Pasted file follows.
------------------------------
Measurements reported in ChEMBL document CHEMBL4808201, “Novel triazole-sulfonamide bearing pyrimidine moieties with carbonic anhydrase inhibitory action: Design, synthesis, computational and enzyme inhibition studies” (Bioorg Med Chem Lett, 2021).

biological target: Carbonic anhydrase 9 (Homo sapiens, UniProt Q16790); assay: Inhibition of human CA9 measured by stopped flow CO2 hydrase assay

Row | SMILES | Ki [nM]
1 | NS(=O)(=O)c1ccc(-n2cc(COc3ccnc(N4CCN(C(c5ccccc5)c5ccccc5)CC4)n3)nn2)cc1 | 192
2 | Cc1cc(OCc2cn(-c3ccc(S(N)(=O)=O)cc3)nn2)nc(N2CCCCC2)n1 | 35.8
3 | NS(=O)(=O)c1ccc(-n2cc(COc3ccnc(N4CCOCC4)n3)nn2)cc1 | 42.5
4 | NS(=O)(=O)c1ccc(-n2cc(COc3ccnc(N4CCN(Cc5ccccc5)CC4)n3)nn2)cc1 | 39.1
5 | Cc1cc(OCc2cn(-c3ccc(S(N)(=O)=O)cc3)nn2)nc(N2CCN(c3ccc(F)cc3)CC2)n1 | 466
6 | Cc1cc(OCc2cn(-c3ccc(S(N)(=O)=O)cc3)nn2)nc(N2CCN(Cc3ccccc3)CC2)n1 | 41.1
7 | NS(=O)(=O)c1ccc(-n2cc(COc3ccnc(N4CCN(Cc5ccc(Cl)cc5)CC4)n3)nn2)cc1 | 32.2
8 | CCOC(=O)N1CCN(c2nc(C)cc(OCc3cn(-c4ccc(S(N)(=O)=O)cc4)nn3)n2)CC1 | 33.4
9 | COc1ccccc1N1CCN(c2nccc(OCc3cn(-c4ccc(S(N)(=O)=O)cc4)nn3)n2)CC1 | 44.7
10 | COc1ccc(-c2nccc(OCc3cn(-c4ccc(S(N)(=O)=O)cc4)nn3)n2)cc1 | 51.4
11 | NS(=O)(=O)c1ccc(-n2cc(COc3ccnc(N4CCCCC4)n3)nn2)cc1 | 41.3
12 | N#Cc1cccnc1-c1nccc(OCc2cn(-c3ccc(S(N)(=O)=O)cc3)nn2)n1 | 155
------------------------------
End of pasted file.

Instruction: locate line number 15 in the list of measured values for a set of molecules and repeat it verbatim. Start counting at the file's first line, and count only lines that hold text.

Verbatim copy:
12 | N#Cc1cccnc1-c1nccc(OCc2cn(-c3ccc(S(N)(=O)=O)cc3)nn2)n1 | 155